Koh had grown a base of happy customers – reflected in its positive online reviews. But Adam describes winning the award as “a special moment” that provided the validation he and his team needed to keep going.
“As a fast-growth start-up, we were making mistakes here and there, as is the way,” Adam says. “To have our customers support us in that way and show us we were actually doing some things right was huge for our confidence. It was like they were saying, ‘Go on, you’re doing okay, keep going!’ It put some extra wind in our sails.”
Adam always says winning such a recognisable award provided valuable credibility and marketing power. “That was really important for us as a new brand trying to build trust with our customers. Back then, we depended on word of mouth and social media targeted ads. Winning the award was an announcement to the wider world – showing we have something interesting going on.”
Video: A tall man stands in a stylish open plan office. A range of white containers labelled 'Koh' are displayed on a desk.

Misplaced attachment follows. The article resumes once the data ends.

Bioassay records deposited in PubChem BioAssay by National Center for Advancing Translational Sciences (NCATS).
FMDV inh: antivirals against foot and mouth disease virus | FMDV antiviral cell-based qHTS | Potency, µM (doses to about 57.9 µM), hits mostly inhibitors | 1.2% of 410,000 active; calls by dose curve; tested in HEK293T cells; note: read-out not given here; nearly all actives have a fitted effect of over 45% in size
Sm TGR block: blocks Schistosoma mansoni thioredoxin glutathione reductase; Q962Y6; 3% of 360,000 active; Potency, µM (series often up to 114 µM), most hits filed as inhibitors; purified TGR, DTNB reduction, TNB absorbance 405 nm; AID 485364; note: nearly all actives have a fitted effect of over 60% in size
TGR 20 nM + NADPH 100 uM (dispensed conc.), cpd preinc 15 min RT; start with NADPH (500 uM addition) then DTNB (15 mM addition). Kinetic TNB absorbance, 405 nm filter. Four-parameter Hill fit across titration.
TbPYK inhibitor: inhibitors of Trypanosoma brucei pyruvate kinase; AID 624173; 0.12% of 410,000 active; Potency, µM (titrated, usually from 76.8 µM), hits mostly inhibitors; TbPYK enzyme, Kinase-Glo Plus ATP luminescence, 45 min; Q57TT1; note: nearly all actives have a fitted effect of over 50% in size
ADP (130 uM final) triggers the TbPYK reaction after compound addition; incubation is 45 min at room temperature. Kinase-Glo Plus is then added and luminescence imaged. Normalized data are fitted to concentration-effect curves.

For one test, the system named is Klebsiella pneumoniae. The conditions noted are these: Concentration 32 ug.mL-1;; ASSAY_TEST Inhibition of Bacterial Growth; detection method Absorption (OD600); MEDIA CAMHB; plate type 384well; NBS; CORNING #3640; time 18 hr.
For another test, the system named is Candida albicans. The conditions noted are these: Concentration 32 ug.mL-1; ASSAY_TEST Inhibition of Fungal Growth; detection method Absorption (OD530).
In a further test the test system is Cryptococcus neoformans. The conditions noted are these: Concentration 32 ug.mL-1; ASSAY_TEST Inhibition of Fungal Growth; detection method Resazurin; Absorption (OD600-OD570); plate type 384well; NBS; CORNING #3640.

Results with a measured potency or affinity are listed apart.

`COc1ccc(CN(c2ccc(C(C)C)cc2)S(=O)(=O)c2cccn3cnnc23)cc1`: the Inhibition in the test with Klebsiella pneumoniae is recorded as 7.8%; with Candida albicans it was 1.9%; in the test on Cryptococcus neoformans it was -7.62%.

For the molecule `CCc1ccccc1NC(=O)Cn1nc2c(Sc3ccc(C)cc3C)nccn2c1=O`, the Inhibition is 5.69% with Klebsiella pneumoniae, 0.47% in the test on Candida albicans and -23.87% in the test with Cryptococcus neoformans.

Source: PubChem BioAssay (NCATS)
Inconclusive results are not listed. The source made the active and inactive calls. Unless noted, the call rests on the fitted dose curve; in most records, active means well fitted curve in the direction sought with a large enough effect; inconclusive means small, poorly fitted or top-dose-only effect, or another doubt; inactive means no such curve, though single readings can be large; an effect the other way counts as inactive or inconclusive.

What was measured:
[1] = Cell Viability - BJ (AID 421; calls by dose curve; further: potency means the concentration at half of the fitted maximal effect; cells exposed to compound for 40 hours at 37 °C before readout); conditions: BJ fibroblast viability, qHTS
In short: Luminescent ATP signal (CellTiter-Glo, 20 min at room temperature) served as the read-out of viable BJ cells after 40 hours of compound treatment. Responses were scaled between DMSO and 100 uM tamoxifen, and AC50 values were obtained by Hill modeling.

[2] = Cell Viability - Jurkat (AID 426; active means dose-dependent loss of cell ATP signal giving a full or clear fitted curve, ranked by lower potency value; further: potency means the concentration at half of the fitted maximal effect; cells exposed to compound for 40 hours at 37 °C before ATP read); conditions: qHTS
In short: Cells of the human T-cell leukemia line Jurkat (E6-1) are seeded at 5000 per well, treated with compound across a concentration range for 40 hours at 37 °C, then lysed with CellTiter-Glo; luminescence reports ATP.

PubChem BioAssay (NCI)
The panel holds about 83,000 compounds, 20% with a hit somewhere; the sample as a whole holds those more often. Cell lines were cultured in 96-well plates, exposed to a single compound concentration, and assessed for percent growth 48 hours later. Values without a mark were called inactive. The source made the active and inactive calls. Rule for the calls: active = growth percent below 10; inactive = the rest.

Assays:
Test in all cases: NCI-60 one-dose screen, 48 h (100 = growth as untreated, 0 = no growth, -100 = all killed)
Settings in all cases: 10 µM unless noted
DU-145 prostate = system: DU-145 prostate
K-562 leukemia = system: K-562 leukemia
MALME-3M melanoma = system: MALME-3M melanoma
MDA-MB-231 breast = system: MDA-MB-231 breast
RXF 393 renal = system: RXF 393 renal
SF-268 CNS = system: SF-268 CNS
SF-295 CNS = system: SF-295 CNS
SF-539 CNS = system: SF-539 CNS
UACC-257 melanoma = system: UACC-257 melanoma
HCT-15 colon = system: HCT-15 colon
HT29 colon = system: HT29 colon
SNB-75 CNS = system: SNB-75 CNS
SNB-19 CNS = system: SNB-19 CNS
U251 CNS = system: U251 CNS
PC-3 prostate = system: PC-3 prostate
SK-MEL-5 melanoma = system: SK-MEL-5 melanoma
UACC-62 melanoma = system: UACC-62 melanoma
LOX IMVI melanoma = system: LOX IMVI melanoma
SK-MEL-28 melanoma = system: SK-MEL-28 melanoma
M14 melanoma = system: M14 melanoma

Text: Adam Lindsay, Koh-Founder.
ADAM LINDSAY: Hi there. My name's Adam. I'm the co-founder of Koh. We're a home eco-cleaning system.
Video: Photos show Adam and a bearded man posing near piles of labelled boxes and holding Koh bottles. A toddler sits in Adam's car. Holding a baby, Adam vacuums and cleans a mirror. He sprays and cleans a range hood.
ADAM LINDSAY: Koh was born in Bondi. I was a work-from-home dad that was also looking after a number of the domestic duties, which included the cleaning, so I kind of had a very strong motivation to want to find something that was effective and safe for us in the family.
Video: The green 'Koh' logo is emblazoned on an office window. People work in the open plan office. The bearded man sits talking with Adam. He's interviewed.